Shania Twain onstage in Canada in 2014. (Andrew Vaughan/Canadian Press via AP)

Shania Twain has decided she’s due for a victory lap, and she’s taking one this summer.

Her “Rock This Country” tour, which starts on June 5 in Seattle, will be her first North American tour in more than 10 years.

It’s also going to be her last.

“This is a very, very important time in my life on the road,” Twain said in an interview with Robin Roberts of “Good Morning America.” “This is going to be a big, big tour for me because it’s going to be my last.” Twain, 49, is calling the tour a “celebration.”


Shania Twain performing “Man, I Feel Like A Woman” at the Grammys in 1999. (Kevork Djansezian/AP)

Twain brought country to pop music — something that’s still a challenge for contemporary female country artists — and basically provided the template for Taylor Swift’s career. Swift signaled in 2012 with “Red” that she was going to walk away from country, a decision she reaffirmed last year when she moved from Nashville to New York. Twain, her inspiration, offered her full-throated support, while others dinged Swift for turning her back on her country roots.

“I think that everybody should just follow their heart and do their artistic best, and just enjoy their creativity,” Twain told ET Canada last year. “[Taylor]’s a singer-songwriter-performer, she does it all … the world is her oyster. She’s young and she needs to just do whatever she’s having fun at and I think everybody’s loving it.”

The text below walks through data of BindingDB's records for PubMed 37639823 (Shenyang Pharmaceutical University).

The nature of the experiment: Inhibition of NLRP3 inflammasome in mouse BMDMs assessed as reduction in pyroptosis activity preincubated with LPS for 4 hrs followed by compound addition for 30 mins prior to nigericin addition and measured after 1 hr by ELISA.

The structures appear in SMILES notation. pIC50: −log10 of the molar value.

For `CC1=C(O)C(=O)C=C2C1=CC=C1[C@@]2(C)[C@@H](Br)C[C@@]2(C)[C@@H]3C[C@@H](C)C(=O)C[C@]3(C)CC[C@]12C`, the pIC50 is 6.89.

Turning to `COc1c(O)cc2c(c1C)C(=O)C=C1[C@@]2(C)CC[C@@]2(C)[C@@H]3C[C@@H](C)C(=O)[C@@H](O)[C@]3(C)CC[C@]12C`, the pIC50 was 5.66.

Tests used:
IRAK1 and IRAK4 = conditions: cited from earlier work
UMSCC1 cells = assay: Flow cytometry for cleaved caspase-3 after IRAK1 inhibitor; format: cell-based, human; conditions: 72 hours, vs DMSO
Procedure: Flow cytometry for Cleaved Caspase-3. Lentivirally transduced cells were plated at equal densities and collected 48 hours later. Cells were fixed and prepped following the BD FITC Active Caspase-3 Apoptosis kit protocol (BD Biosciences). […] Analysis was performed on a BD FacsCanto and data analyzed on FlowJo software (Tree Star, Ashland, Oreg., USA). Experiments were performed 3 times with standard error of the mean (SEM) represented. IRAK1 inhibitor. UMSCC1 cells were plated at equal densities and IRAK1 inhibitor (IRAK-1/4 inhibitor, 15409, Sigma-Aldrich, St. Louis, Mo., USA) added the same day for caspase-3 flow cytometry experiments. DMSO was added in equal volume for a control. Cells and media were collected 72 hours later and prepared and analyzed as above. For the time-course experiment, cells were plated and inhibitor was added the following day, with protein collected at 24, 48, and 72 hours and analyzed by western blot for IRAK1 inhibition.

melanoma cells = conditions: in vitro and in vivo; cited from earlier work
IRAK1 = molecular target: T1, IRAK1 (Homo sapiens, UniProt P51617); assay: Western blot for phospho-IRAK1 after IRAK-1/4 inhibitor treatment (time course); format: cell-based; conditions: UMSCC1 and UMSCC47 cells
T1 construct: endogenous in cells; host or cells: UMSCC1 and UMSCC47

Even though she hasn’t released a studio album since “Up!” in 2002, Twain is still the all-time top-selling female country artist, with more than 75 million albums sold. Still, it’s worth taking a look at the power Twain held when she was at the top of her game.

Twain was an outlier who had a crossover hit with “That Don’t Impress Me Much,” “Man! I Feel Like a Woman” and “You’re Still the One,” all hits from “Come On Over,” which is still the all-time best-selling album by a female artist. She was the face of Revlon Colorstay foundation with Cindy Crawford. She’s a member of an elite group of women — Loretta Lynn, Dolly Parton, Barbara Mandrell, Reba McEntire, the Dixie Chicks, Carrie Underwood and Swift — who are the only female acts to win the Academy of Country Music’s Entertainer of the Year award.


Shania Twain performs in Washington in 1999. (Reuters)

With her dark hair pulled in a French roll and an all-black corset-gloves-miniskirt ensemble for “Man! I Feel Like a Woman,” Twain set off a bout of Audrey Hepburn mania that tends works its way through the culture every few years (most recently with Beyoncé’s 2011 video for “Countdown” and Rooney Mara’s promotional tour for “Girl With The Dragon Tattoo” that same year).

Twain’s iconic leopard-print getup from the “That Don’t Impress Me Much” video, where we saw her strolling through the desert in a matching hooded duster, bustier, pants, boots, gloves and choker — with a giant hatbox to top everything off — served as inspiration for Lady Gaga in “Telephone.”